Common Daisy is a
perennial plant of the UK, typically found growing in grassland, lawns and damp ground, to a mature height of up to 20cm.
The name 'Daisy' comes from Old English for 'day's eye' which describes the way the plant's flowers are only open during daylight. The Daisy, like other members of its family, has composite flowerheads made up of a densely-packed collection of small flowers or 'florets'. At the centre of the flowerhead are tubular 'disc florets' and these are surrounded by outer 'ray florets', each with a strap-shaped single petal pointing outwards. In the case of the Daisy, both floret types are present (yellow disc florets and white ray florets), but members of the Daisy family (Asteraceae) do not always have both types. For example, the Common Dandelion only has ray florets, whereas the Tansy only has disc florets.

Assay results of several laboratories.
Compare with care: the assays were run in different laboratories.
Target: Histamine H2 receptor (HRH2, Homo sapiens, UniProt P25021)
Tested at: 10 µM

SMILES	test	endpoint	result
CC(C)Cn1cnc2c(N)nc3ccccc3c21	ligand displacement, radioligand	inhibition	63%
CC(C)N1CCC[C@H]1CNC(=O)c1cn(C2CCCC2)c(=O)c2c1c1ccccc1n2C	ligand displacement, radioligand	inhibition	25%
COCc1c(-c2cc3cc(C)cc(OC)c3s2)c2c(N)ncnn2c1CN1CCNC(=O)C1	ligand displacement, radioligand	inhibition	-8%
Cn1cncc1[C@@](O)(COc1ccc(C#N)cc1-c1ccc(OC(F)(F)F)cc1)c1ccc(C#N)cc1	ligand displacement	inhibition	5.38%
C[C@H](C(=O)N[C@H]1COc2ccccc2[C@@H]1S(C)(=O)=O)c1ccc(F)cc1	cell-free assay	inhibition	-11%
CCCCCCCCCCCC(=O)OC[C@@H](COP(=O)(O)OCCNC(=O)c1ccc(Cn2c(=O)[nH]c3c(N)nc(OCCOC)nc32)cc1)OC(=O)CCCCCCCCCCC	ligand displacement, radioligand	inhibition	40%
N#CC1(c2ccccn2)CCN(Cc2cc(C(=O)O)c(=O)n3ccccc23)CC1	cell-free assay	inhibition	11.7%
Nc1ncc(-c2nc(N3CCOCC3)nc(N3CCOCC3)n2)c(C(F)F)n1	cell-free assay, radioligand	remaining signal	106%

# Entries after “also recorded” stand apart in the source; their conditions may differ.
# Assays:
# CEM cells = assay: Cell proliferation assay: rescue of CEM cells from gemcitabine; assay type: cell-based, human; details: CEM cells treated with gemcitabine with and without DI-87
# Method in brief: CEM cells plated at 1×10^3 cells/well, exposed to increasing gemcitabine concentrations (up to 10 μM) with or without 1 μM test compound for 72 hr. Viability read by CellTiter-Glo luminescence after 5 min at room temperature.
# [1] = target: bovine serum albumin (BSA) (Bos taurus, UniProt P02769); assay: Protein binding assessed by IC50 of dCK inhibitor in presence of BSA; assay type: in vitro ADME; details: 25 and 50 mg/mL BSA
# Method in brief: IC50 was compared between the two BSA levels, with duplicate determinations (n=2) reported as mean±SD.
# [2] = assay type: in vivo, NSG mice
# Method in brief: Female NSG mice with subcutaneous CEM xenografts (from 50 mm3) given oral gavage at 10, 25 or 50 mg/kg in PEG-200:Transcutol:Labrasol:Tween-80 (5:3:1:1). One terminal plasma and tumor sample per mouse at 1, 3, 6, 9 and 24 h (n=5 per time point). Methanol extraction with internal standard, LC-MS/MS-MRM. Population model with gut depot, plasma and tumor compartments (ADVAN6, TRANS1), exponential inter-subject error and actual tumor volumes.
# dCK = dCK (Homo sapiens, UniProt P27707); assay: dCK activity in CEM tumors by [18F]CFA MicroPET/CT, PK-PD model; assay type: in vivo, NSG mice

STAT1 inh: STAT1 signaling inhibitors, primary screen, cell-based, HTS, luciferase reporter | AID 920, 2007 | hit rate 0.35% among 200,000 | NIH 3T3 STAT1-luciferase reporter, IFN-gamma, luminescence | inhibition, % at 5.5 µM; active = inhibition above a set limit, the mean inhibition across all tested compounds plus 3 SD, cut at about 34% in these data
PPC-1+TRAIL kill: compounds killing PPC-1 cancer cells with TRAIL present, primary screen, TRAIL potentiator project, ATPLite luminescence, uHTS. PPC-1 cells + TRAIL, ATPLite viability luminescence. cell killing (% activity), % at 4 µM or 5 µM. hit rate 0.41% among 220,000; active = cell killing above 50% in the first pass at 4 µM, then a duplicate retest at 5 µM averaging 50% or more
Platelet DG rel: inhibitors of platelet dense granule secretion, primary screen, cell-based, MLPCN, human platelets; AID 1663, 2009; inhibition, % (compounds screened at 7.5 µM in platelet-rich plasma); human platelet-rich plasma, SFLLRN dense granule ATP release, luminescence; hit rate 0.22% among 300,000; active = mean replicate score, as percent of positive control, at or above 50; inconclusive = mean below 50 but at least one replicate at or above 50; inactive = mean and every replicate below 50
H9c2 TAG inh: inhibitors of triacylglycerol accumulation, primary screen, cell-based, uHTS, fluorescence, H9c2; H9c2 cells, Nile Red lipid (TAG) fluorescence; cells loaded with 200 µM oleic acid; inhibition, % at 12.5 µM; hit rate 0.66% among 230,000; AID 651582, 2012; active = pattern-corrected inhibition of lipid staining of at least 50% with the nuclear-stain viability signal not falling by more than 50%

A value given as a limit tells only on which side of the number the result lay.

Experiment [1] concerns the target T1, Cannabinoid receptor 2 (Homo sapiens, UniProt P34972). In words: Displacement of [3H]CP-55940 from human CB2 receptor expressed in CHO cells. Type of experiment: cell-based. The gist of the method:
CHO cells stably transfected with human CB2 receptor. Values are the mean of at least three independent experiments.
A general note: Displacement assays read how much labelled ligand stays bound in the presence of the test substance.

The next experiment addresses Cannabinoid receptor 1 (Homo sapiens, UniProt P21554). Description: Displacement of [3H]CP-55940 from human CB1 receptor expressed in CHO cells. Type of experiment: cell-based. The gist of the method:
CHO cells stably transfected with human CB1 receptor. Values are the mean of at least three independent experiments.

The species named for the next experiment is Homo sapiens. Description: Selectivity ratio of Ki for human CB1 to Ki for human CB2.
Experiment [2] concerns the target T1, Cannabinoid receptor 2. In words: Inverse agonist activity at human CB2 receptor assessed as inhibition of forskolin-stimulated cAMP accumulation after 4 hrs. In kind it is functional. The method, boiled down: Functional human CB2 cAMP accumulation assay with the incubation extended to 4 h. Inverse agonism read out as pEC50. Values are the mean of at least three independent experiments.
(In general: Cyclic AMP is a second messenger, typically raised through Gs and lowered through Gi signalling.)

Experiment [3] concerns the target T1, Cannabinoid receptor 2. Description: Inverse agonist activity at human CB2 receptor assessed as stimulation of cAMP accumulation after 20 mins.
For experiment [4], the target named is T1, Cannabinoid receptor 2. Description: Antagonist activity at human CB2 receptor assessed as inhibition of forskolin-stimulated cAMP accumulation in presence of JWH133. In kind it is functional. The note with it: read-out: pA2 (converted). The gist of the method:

Botanic classification and naming: Common Daisy is a member of the Daisy (Asteraceae) family. The genus name
'Bellis' identifies the plant as a Lawn-Daisy and its species name 'perennis' means 'perennial plant'.
Benefits: Daisy flowers provide food for the Cocksfoot Moth and its seed provides a winter food source for finches, sparrows and other seed-eating birds.
Benefits to wildlife are also indicated with orange icons in the plant profile bar at the top.